Completely client-side user creation and sign in with Ember.js and Rails
PhantomJS opened up to me in a major way once I discovered I was able to drive it with Mocha. I still, however, find creating HTML pages for tests very cumbersome, and far from DRY. And I want to write my tests in CoffeeScript, dammit!
About a year ago I joined up with Aviary, the company that proved creative software doesn't need to be tied to the desktop with its Flash-based image/audio/effect editors. At this time, the war on Flash was in full swing and the job post I applied to was under the auspice* that I would be converting those awesome Flash apps into HTML5. Dream job material am I right?
Nicole Sullivan (aka @stubbornella) brought Object-oriented CSS (OOCSS) to NYC last Thursday in an updated presentation on how our best practices in CSS are killing us. She was refreshingly candid and it was great to have insight into her work process with big clients.
As with most things, using RequireJS wrong can be worse than not using it at all.
Toward the end of a recent post at The UI Observatory, there's a nice discussion about Undo/Redo in Pixelmator (an image editing app). Pixelmator actually messages you the type of action you've just undone or redone, front-and-center. This feature would be handy any time you find yourself creating or editing, as long as it's sufficiently out of the way when it needs to be. This could be especially useful on the web, where HTML editors generally hijack context from the browser and it's easy for the context of Undo/Redo to change with a few mouse clicks.
Apple has finally fit a multitouch interface into the 6th generation iPod Nano. In order to cram that into the diminutive form factor, users give up a few features such as video recording, playback, and the orientation sensor. Dropping the sensor seems logical now; the device is so small that orientation loses its meaning, and with a 1:1 aspect ratio there's no potential for a better fit for the on-screen content. I love the new approach of actually rotating the screen with your fingers, in the event you actually need to (assuming that would be due to the way it's clipped to you).
Clear primary actions can and should be applied across an application anytime there is a choice to be made. Although we can't control our users' actions, we can certainly guide them visually, and as Smashing Magazine points out, "[relieve] the user from having to think about which option to choose in order to complete their task."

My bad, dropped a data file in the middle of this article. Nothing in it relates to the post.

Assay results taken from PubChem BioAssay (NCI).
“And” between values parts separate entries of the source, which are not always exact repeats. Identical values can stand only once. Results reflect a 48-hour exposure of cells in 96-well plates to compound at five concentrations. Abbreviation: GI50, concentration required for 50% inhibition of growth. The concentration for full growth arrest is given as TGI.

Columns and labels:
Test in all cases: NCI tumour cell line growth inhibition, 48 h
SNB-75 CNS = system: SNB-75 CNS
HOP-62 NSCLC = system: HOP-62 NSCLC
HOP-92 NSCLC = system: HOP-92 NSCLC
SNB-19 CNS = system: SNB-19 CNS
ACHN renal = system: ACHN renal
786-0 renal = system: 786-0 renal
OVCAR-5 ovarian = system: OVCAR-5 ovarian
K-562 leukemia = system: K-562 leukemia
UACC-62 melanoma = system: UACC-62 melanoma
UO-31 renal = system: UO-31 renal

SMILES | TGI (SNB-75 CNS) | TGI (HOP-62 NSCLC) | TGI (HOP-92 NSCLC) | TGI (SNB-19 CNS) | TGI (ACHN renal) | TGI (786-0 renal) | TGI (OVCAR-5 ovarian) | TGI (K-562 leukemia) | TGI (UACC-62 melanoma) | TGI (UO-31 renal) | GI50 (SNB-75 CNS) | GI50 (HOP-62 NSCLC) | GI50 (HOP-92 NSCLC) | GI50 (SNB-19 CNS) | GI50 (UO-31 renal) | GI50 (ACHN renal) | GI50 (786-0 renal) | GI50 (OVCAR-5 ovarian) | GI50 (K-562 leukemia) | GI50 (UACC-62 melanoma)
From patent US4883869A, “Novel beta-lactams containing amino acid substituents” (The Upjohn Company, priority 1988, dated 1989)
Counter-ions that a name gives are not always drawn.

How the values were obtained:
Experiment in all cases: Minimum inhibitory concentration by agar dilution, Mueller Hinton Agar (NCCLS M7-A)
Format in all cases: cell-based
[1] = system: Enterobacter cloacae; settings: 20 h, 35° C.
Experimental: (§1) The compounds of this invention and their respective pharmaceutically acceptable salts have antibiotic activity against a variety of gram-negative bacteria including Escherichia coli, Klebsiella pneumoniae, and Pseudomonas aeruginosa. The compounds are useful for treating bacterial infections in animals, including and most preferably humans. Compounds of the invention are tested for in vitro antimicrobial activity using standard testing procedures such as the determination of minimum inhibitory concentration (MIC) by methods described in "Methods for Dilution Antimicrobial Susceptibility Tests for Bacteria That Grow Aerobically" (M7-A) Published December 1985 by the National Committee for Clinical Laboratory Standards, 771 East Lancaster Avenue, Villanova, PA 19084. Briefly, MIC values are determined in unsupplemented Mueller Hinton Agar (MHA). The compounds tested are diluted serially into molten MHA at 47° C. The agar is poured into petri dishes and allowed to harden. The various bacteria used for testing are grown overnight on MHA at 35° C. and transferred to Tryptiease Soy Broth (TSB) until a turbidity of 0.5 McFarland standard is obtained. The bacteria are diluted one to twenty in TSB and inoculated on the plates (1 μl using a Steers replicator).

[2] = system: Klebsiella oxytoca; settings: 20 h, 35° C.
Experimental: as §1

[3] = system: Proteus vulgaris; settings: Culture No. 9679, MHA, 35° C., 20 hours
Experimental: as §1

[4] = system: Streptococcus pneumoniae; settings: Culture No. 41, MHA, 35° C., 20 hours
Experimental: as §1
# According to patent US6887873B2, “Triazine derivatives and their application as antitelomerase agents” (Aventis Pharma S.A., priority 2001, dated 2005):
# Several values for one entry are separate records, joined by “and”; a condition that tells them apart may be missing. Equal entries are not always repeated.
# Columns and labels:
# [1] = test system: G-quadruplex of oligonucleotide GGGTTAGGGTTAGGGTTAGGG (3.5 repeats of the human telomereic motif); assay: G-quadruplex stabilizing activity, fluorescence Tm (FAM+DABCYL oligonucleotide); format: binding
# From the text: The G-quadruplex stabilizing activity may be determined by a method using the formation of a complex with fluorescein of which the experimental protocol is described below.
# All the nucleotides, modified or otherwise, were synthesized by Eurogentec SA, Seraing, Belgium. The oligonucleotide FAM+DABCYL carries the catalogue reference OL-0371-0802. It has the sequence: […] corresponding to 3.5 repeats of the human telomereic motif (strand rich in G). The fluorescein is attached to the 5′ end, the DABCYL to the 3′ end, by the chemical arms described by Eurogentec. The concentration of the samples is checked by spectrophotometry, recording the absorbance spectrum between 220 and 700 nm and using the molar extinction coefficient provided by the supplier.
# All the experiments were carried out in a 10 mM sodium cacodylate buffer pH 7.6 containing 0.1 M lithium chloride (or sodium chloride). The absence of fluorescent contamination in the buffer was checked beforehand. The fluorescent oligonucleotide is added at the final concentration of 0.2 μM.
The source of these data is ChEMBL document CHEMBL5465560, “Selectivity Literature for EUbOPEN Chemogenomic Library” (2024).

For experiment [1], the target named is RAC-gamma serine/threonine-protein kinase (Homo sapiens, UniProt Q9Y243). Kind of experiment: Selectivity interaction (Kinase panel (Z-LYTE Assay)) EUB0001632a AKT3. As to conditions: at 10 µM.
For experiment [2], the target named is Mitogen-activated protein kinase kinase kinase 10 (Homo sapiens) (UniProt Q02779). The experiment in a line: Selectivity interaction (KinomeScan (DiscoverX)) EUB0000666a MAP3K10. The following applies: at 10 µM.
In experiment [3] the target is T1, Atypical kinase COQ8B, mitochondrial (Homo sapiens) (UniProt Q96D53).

I was recently building a "mega menu" (a really big drop-down menu panel) for primary navigation, so I decided to re-read the Jakob Nielsen Alertbox regarding them. Apparently the mega menu is the only form of drop-down menu to perform well under user testing.
A common drawback of progressive enhancement is that the UI will often "flash" or "flicker" when first loading. This is because conventional wisdom of separation of concerns calls for waiting until the DOM is ready to set up the UI for a richer interaction (tabs, accordion, drilldown, the list goes on). While this makes sense academically, we're not always putting the user experience first.
Orangoo Labs' GoogieSpell widget is a really clever way of spellchecking input fields or textareas on a Web form, completely inline (think Microsoft Word) and without that nasty popup window you usually see that loops through all of your typos serially. As a bonus, by default it makes a call to Google's spellchecking web service so you don't have to install or maintain your own dictionary (although you can easily extend it to do so). Also, did I mention it's FREE?
In-page links (or, links that jump to specific areas of the current page) are definitely useful for lengthy or text-heavy sites, and often essential when these pages are consumed by screenreaders or "legacy" mobile devices. But they can also be disorienting for many reasons — did I just move up the page? Down it? With the instantaneous transition the browser provides by default, a user is left to guess.